Actors Involved in Crop Inspection:
> Growers manage their crops in accordance with production regulations and leave it up to the Licensed Technicians to verify crop compliance. The grower is responsible for the compliance of their crops before the SOC.
> The Licensed Technician [TA, in French] assesses the compliance of the plots according to the Technical Regulation and makes a classification thereof after having inspected the fields. The Supervising Technician [TE, in French] – who works under the coordination of a Technical Officer – is in charge with supervising the Licensed Technicians’ technical and administrative activities.
> On-site crop inspection has been entrusted to a designated Technical Officer, who is appointed and qualified by the F.N.P.S.M.S. The Technical Officer is in charge with implementing the local activities and monitoring the way in which they are organised.
All the above actors see to the enforcement of the Technical Regulation, under the supervision of the SOC inspectors, who carry out formal, random crop inspections. The actors are also committed to observing the principles of confidentiality, independence, and impartiality.
Closely-monitored Production Islands
Every year, crop scoring activities are carried out by more than 450 technicians, supervised by twenty technical officers. This assessment activity results in 2000 documents and 9000 inspection sheets. For the past few years, the hard-copy scoring has been gradually replaced by a Smartphone application, which allows technicians to fill in the necessary data while on site.
The quality of the inspections relies on the specialised personnel’s qualification, skills, and work methods. To this end, before the beginning of every production season, everyone takes part in training sessions that allows them to get a SOC accreditation, which is indispensable to their activity.
The a posteriori inspections highlight the performance of the system. The inspections – which are carried out every year – are aimed at verifying hybrid purity across the entire French maize seed production industry.
Inspections at the Plant
The quest for quality does not stop with the seeds leaving the field. Laboratory staff of each company carries out inspections at every processing stage in the plant (sorting, conditioning, etc). Every seed batch intended for marketing is checked for compliance with strict standards and undergoes tests to determine end product quality. Qualified personnel working for the seed companies (or even the SOC, in case of routine checks) take samples from each seed batch, according to a strict procedure and using specific equipment. Subsequent tests guarantee the industrial value of the seeds (specific purity, germinating ability, vigour, etc) before they are sent to the market.
Moreover, the French system makes it mandatory for the industry operators to have designated areas for seed batch preparation, individual recording of harvests, cob sorting, threshing, cleaning, grading, and safe storage of seeds.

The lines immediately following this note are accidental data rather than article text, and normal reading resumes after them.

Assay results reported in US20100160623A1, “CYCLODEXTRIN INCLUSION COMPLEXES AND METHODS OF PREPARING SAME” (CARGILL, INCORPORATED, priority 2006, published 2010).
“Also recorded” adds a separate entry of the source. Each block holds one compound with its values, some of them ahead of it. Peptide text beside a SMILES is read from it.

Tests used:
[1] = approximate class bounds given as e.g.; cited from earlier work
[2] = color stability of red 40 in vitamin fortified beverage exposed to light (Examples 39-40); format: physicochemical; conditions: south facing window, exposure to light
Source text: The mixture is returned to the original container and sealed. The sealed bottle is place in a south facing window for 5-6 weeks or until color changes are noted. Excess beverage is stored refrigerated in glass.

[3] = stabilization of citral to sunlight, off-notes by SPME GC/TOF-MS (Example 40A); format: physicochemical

Inter-lab “Circuit” Guarantees Criteria Consistency
Only the SOC-accredited laboratories can carry out tests that determine seed quality and can clear the certification of seed batches.
Every year, the FNPSMS/GERM-Services Laboratory organises “inter-laboratory circuits” of test samples, to allow the various participating laboratories to assess the accuracy of their measurements and thus help maintain the coherence and objectivity needed in the tests.The circuits focus mainly on tests regarding germination, vigour, GMO presence, moisture content, food & feed quality, and presence of foreign matter or active ingredients.
Moreover, the FNPSMS also runs a technical commission in charge with writing studies that tackle complex and specific issues such as X-ray imagery and vigour tests, and maintain a widely-acknowledged level of expertise.
Delegating – Role of the FNPSMS
The SOC has delegated the maize seed crop inspection activities to the FNPSMS – a Cofrac-accredited body. To carry out that mission, the FNPSMS has been accredited as an “Inspection Body” by the French Accreditation Commission (COFRAC 17020 Standard).
Therefore, the FNPSMS provides the structure, the equipment and the personnel needed to carry out the inspection activities.
The activities are carried out via the Maize Seed Producer Unions or any other local structure working on behalf of the companies in charge with seed production.
The decision to delegate the inspection activities to professionals via the FNPSMS has allowed the industry to increase the number of its official standing crop inspections from five (the minimum regulatory requirement) to twelve (under current practice).